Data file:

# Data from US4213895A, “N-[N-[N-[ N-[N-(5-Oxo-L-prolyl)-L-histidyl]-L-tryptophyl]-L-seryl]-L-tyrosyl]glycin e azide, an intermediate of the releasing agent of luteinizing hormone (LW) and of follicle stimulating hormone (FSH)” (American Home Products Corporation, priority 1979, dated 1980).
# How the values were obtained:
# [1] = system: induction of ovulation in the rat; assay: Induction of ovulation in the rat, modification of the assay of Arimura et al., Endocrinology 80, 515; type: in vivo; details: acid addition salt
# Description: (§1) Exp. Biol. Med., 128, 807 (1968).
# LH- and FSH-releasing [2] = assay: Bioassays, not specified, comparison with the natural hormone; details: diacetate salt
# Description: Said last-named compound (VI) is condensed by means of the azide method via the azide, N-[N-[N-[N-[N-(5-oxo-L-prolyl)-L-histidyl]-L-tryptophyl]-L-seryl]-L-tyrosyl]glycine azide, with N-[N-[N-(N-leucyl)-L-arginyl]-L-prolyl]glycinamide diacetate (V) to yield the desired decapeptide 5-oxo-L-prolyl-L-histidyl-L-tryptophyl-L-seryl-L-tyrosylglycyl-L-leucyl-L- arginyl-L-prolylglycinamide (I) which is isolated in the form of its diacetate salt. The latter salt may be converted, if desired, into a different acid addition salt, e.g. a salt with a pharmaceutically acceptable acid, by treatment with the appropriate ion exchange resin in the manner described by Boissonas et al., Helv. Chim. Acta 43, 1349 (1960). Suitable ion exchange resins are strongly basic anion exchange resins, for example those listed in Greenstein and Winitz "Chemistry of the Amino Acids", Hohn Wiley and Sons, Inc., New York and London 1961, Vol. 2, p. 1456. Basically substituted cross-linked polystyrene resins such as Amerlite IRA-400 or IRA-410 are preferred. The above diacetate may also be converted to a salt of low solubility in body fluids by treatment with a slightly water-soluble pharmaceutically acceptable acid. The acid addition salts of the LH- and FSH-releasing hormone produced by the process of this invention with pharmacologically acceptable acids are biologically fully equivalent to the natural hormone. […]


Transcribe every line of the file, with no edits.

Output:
# Data from US4213895A, “N-[N-[N-[ N-[N-(5-Oxo-L-prolyl)-L-histidyl]-L-tryptophyl]-L-seryl]-L-tyrosyl]glycin e azide, an intermediate of the releasing agent of luteinizing hormone (LW) and of follicle stimulating hormone (FSH)” (American Home Products Corporation, priority 1979, dated 1980).
# How the values were obtained:
# [1] = system: induction of ovulation in the rat; assay: Induction of ovulation in the rat, modification of the assay of Arimura et al., Endocrinology 80, 515; type: in vivo; details: acid addition salt
# Description: (§1) Exp. Biol. Med., 128, 807 (1968).
# LH- and FSH-releasing [2] = assay: Bioassays, not specified, comparison with the natural hormone; details: diacetate salt
# Description: Said last-named compound (VI) is condensed by means of the azide method via the azide, N-[N-[N-[N-[N-(5-oxo-L-prolyl)-L-histidyl]-L-tryptophyl]-L-seryl]-L-tyrosyl]glycine azide, with N-[N-[N-(N-leucyl)-L-arginyl]-L-prolyl]glycinamide diacetate (V) to yield the desired decapeptide 5-oxo-L-prolyl-L-histidyl-L-tryptophyl-L-seryl-L-tyrosylglycyl-L-leucyl-L- arginyl-L-prolylglycinamide (I) which is isolated in the form of its diacetate salt. The latter salt may be converted, if desired, into a different acid addition salt, e.g. a salt with a pharmaceutically acceptable acid, by treatment with the appropriate ion exchange resin in the manner described by Boissonas et al., Helv. Chim. Acta 43, 1349 (1960). Suitable ion exchange resins are strongly basic anion exchange resins, for example those listed in Greenstein and Winitz "Chemistry of the Amino Acids", Hohn Wiley and Sons, Inc., New York and London 1961, Vol. 2, p. 1456. Basically substituted cross-linked polystyrene resins such as Amerlite IRA-400 or IRA-410 are preferred. The above diacetate may also be converted to a salt of low solubility in body fluids by treatment with a slightly water-soluble pharmaceutically acceptable acid. The acid addition salts of the LH- and FSH-releasing hormone produced by the process of this invention with pharmacologically acceptable acids are biologically fully equivalent to the natural hormone. […]